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Internet Archaeology is very pleased to announce the publication of

 

“The S. Omobono Sanctuary in Rome: Assessing eighty years of fieldwork and exploring perspectives for the future”

by N. Terrenato, P. Brocato, G. Caruso, A.M. Ramieri, H.W. Becker, I. Cangemi, G. Mantiloni and C. Regoli

 

http://intarch.ac.uk/journal/issue31/terrenato_index.html

 

This article is Open Access  thanks to the financial support of the University of Michigan COPE Fund and the Department of Classical Studies at the University of Michigan.

 

This article presents the preliminary results of a new research and fieldwork project on the site of S. Omobono in the area of the river harbour of Rome. At S. Omobono, a series of excavation campaigns between the 1930s and the 1990s partially exposed a sequence of major cult buildings dating between the 6th century BCE and the 2nd century CE. Important architectural pieces, inscriptions and imported Greek wares found at the site have attracted a lot of attention and have spurred intense debates, but the basic archaeological data were never processed or published in full. Massive amounts of archival material (journals, drawings, photographs) and of artefacts have never been related to the phasing and interpretation of the sanctuary.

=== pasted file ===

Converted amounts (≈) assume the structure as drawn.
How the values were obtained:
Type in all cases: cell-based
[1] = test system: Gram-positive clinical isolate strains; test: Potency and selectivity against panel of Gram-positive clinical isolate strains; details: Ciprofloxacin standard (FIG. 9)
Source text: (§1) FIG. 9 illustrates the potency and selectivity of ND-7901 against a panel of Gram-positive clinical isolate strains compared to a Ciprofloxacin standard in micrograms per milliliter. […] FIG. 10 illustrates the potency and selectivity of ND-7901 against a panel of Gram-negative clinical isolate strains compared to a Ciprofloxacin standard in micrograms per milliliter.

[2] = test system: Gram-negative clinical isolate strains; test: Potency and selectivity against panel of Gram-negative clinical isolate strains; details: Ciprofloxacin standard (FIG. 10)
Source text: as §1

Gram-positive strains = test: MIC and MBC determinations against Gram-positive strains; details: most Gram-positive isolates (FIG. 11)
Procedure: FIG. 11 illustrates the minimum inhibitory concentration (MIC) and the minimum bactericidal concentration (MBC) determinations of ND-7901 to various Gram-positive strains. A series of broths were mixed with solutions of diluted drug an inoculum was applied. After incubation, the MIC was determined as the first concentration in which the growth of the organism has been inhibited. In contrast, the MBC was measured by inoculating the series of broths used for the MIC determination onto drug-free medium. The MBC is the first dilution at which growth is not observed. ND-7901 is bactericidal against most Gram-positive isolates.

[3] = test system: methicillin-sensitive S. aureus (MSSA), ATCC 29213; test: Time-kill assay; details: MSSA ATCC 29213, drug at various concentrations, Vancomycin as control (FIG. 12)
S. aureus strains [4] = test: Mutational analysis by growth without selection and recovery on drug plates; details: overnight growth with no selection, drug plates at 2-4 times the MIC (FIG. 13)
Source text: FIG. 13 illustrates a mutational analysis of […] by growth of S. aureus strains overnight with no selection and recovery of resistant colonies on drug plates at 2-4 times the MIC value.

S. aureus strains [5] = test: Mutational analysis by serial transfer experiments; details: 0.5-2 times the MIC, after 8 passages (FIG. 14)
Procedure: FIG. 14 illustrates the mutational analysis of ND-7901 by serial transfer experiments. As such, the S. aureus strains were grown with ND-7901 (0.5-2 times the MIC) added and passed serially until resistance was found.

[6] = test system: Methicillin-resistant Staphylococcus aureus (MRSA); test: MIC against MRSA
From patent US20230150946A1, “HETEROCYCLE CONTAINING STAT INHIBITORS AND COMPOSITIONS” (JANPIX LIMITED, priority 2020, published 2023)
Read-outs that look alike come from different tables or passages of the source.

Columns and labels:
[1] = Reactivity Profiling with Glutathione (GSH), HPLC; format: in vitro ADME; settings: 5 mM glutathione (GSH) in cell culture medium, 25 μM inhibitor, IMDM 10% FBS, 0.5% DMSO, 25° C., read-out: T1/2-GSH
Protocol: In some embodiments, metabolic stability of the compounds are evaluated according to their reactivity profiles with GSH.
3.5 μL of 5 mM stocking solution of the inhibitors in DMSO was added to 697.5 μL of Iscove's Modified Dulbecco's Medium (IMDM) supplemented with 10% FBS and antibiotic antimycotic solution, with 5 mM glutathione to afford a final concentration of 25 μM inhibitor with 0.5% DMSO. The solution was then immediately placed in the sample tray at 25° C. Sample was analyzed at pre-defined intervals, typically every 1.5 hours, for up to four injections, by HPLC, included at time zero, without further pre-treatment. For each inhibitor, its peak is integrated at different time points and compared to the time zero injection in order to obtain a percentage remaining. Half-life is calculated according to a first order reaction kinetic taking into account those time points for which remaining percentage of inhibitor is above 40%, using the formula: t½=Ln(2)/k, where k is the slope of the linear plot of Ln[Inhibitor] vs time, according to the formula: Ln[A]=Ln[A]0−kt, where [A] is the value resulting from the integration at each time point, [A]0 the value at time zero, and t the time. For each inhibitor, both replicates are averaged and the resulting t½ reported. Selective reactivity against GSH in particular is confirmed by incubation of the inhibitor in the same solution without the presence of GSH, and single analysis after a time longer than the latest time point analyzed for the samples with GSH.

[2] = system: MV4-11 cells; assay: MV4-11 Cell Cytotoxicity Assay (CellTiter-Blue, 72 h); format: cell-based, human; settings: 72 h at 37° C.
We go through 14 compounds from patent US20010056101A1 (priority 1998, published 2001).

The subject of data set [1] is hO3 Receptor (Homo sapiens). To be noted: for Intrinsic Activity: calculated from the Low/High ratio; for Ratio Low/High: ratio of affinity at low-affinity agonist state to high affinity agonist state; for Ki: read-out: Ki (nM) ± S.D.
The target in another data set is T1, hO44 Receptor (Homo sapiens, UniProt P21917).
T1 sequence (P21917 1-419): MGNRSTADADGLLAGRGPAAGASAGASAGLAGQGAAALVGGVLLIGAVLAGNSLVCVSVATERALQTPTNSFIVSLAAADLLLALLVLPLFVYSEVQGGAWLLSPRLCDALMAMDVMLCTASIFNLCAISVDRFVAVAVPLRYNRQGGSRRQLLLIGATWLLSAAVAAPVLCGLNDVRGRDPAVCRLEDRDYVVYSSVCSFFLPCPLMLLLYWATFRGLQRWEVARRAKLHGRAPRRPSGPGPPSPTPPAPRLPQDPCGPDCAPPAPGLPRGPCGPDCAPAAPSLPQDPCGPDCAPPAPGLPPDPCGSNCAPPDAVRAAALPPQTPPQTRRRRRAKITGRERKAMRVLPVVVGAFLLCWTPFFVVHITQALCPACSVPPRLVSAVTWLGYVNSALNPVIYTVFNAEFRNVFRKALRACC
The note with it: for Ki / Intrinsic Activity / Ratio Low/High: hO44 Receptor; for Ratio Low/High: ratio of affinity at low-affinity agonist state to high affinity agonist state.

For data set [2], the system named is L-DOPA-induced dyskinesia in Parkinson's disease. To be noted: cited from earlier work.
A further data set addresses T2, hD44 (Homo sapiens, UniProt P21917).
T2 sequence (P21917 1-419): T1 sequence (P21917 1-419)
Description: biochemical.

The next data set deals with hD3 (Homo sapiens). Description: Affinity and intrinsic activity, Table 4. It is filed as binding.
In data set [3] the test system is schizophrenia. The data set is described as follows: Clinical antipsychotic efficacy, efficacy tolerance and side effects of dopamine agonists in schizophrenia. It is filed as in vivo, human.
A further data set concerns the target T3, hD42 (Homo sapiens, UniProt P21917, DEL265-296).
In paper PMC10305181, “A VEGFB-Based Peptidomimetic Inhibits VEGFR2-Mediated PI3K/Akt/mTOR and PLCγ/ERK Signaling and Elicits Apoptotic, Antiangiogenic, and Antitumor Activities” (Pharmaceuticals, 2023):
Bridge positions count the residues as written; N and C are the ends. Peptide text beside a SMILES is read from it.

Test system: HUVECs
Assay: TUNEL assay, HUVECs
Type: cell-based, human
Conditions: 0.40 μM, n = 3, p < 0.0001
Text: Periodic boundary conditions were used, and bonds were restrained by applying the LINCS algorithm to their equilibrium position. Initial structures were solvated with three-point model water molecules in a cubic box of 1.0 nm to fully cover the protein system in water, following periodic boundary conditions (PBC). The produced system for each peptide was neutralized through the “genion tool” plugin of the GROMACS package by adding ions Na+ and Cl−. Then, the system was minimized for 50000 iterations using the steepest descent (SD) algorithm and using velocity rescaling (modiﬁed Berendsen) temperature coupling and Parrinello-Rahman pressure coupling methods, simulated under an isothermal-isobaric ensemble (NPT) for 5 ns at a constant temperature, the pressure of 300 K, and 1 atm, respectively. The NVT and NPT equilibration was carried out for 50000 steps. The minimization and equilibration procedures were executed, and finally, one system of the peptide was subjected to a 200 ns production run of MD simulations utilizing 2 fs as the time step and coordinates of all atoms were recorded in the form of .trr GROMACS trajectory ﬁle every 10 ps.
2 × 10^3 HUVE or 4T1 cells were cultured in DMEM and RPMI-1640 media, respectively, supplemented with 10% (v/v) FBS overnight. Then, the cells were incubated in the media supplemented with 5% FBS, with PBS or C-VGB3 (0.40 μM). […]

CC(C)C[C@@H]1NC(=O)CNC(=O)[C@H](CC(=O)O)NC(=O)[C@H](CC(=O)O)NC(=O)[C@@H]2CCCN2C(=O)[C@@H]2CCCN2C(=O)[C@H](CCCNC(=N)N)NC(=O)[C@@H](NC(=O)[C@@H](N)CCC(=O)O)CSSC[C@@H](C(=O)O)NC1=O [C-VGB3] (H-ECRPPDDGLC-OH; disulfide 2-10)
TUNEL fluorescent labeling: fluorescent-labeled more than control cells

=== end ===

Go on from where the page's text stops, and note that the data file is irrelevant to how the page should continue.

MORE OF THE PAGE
A new project aims at a full reconsideration of the entire body of evidence, aided by new hypothesis-driven excavations. This article takes stock of the overall situation, critically collates a large portion of the available evidence and outlines a new research agenda for the project. Crucial archival documents, such as the detailed plan of the site, are published at high resolution for the first time, providing all the essential information to open a new phase of the debate on this fascinating archaeological context.

 

 

Regards,

Judith

 

p.s. And if you are interested in publishing your research in the journal and making it Open Access, please feel free to get in touch with me to discuss your proposal.

 

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Judith Winters
Editor, Internet Archaeology

Department of Archaeology, University of York

Queen's Anniversary Prize for Higher and Further Education

 

http://intarch.ac.uk

Twitter: @IntarchEditor

 

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